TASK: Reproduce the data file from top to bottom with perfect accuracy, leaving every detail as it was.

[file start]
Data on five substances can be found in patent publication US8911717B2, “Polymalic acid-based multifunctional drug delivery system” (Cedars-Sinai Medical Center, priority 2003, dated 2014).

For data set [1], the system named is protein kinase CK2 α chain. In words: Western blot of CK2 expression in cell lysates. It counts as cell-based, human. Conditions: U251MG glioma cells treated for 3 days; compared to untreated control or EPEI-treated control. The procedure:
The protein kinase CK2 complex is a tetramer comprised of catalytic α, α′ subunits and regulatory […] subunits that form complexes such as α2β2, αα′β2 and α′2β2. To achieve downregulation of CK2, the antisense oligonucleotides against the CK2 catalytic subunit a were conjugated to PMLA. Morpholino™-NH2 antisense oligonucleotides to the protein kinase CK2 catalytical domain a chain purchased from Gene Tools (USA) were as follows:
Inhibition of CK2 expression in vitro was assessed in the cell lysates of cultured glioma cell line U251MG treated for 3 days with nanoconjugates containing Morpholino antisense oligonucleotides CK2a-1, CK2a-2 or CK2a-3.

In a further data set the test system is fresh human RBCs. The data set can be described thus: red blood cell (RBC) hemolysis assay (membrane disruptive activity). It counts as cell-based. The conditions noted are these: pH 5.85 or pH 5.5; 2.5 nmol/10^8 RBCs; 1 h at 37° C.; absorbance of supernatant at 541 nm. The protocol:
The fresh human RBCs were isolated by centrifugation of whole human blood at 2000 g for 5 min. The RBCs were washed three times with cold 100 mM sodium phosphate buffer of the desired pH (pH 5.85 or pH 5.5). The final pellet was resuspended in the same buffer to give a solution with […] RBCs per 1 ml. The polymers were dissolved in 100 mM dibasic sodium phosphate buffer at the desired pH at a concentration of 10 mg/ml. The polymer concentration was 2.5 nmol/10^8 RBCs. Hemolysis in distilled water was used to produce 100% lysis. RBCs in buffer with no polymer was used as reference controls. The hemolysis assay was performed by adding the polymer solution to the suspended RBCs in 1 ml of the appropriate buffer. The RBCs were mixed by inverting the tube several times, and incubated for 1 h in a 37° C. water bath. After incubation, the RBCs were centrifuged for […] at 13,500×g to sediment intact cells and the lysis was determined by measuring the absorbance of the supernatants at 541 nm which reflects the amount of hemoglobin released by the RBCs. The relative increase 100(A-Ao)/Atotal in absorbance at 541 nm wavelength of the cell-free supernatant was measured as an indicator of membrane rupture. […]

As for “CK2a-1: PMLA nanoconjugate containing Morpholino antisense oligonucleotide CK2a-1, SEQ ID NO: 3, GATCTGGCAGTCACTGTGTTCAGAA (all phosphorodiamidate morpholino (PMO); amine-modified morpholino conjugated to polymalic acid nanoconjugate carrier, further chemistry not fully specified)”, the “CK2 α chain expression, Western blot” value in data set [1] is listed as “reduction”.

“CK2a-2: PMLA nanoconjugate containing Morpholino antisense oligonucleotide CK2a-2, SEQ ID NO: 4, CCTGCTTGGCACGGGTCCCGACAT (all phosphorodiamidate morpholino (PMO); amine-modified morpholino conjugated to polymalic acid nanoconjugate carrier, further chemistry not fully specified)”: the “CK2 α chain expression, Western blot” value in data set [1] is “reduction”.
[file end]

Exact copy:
Data on five substances can be found in patent publication US8911717B2, “Polymalic acid-based multifunctional drug delivery system” (Cedars-Sinai Medical Center, priority 2003, dated 2014).

For data set [1], the system named is protein kinase CK2 α chain. In words: Western blot of CK2 expression in cell lysates. It counts as cell-based, human. Conditions: U251MG glioma cells treated for 3 days; compared to untreated control or EPEI-treated control. The procedure:
The protein kinase CK2 complex is a tetramer comprised of catalytic α, α′ subunits and regulatory […] subunits that form complexes such as α2β2, αα′β2 and α′2β2. To achieve downregulation of CK2, the antisense oligonucleotides against the CK2 catalytic subunit a were conjugated to PMLA. Morpholino™-NH2 antisense oligonucleotides to the protein kinase CK2 catalytical domain a chain purchased from Gene Tools (USA) were as follows:
Inhibition of CK2 expression in vitro was assessed in the cell lysates of cultured glioma cell line U251MG treated for 3 days with nanoconjugates containing Morpholino antisense oligonucleotides CK2a-1, CK2a-2 or CK2a-3.

In a further data set the test system is fresh human RBCs. The data set can be described thus: red blood cell (RBC) hemolysis assay (membrane disruptive activity). It counts as cell-based. The conditions noted are these: pH 5.85 or pH 5.5; 2.5 nmol/10^8 RBCs; 1 h at 37° C.; absorbance of supernatant at 541 nm. The protocol:
The fresh human RBCs were isolated by centrifugation of whole human blood at 2000 g for 5 min. The RBCs were washed three times with cold 100 mM sodium phosphate buffer of the desired pH (pH 5.85 or pH 5.5). The final pellet was resuspended in the same buffer to give a solution with […] RBCs per 1 ml. The polymers were dissolved in 100 mM dibasic sodium phosphate buffer at the desired pH at a concentration of 10 mg/ml. The polymer concentration was 2.5 nmol/10^8 RBCs. Hemolysis in distilled water was used to produce 100% lysis. RBCs in buffer with no polymer was used as reference controls. The hemolysis assay was performed by adding the polymer solution to the suspended RBCs in 1 ml of the appropriate buffer. The RBCs were mixed by inverting the tube several times, and incubated for 1 h in a 37° C. water bath. After incubation, the RBCs were centrifuged for […] at 13,500×g to sediment intact cells and the lysis was determined by measuring the absorbance of the supernatants at 541 nm which reflects the amount of hemoglobin released by the RBCs. The relative increase 100(A-Ao)/Atotal in absorbance at 541 nm wavelength of the cell-free supernatant was measured as an indicator of membrane rupture. […]

As for “CK2a-1: PMLA nanoconjugate containing Morpholino antisense oligonucleotide CK2a-1, SEQ ID NO: 3, GATCTGGCAGTCACTGTGTTCAGAA (all phosphorodiamidate morpholino (PMO); amine-modified morpholino conjugated to polymalic acid nanoconjugate carrier, further chemistry not fully specified)”, the “CK2 α chain expression, Western blot” value in data set [1] is listed as “reduction”.

“CK2a-2: PMLA nanoconjugate containing Morpholino antisense oligonucleotide CK2a-2, SEQ ID NO: 4, CCTGCTTGGCACGGGTCCCGACAT (all phosphorodiamidate morpholino (PMO); amine-modified morpholino conjugated to polymalic acid nanoconjugate carrier, further chemistry not fully specified)”: the “CK2 α chain expression, Western blot” value in data set [1] is “reduction”.